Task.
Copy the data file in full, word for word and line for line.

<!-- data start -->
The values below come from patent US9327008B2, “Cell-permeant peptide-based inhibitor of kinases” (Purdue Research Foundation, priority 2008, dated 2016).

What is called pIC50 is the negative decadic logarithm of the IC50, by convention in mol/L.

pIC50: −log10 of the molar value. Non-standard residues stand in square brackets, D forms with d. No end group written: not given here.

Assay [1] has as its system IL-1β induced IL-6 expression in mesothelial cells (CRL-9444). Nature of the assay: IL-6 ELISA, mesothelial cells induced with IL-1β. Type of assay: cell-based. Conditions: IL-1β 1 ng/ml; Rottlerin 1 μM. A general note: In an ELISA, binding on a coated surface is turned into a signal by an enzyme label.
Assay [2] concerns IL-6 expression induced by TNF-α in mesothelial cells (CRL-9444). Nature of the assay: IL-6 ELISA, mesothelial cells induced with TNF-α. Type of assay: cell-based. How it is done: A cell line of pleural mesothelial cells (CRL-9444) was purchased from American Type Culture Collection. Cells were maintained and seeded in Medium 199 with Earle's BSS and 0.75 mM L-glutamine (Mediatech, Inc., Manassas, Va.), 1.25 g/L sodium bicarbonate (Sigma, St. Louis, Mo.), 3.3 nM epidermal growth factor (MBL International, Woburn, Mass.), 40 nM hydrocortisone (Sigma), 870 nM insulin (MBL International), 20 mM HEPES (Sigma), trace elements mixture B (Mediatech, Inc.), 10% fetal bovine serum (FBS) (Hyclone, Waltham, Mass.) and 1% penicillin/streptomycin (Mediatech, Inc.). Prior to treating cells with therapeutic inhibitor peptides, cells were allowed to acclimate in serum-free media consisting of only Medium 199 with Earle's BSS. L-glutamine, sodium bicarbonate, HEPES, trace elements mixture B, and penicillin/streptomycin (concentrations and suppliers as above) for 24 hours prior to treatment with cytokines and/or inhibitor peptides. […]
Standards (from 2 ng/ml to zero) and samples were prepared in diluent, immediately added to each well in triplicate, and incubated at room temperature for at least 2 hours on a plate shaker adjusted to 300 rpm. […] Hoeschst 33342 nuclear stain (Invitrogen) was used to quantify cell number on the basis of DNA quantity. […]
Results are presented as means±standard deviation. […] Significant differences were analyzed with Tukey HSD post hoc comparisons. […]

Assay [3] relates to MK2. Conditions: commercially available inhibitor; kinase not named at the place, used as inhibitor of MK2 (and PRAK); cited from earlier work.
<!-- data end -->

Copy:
The values below come from patent US9327008B2, “Cell-permeant peptide-based inhibitor of kinases” (Purdue Research Foundation, priority 2008, dated 2016).

What is called pIC50 is the negative decadic logarithm of the IC50, by convention in mol/L.

pIC50: −log10 of the molar value. Non-standard residues stand in square brackets, D forms with d. No end group written: not given here.

Assay [1] has as its system IL-1β induced IL-6 expression in mesothelial cells (CRL-9444). Nature of the assay: IL-6 ELISA, mesothelial cells induced with IL-1β. Type of assay: cell-based. Conditions: IL-1β 1 ng/ml; Rottlerin 1 μM. A general note: In an ELISA, binding on a coated surface is turned into a signal by an enzyme label.
Assay [2] concerns IL-6 expression induced by TNF-α in mesothelial cells (CRL-9444). Nature of the assay: IL-6 ELISA, mesothelial cells induced with TNF-α. Type of assay: cell-based. How it is done: A cell line of pleural mesothelial cells (CRL-9444) was purchased from American Type Culture Collection. Cells were maintained and seeded in Medium 199 with Earle's BSS and 0.75 mM L-glutamine (Mediatech, Inc., Manassas, Va.), 1.25 g/L sodium bicarbonate (Sigma, St. Louis, Mo.), 3.3 nM epidermal growth factor (MBL International, Woburn, Mass.), 40 nM hydrocortisone (Sigma), 870 nM insulin (MBL International), 20 mM HEPES (Sigma), trace elements mixture B (Mediatech, Inc.), 10% fetal bovine serum (FBS) (Hyclone, Waltham, Mass.) and 1% penicillin/streptomycin (Mediatech, Inc.). Prior to treating cells with therapeutic inhibitor peptides, cells were allowed to acclimate in serum-free media consisting of only Medium 199 with Earle's BSS. L-glutamine, sodium bicarbonate, HEPES, trace elements mixture B, and penicillin/streptomycin (concentrations and suppliers as above) for 24 hours prior to treatment with cytokines and/or inhibitor peptides. […]
Standards (from 2 ng/ml to zero) and samples were prepared in diluent, immediately added to each well in triplicate, and incubated at room temperature for at least 2 hours on a plate shaker adjusted to 300 rpm. […] Hoeschst 33342 nuclear stain (Invitrogen) was used to quantify cell number on the basis of DNA quantity. […]
Results are presented as means±standard deviation. […] Significant differences were analyzed with Tukey HSD post hoc comparisons. […]

Assay [3] relates to MK2. Conditions: commercially available inhibitor; kinase not named at the place, used as inhibitor of MK2 (and PRAK); cited from earlier work.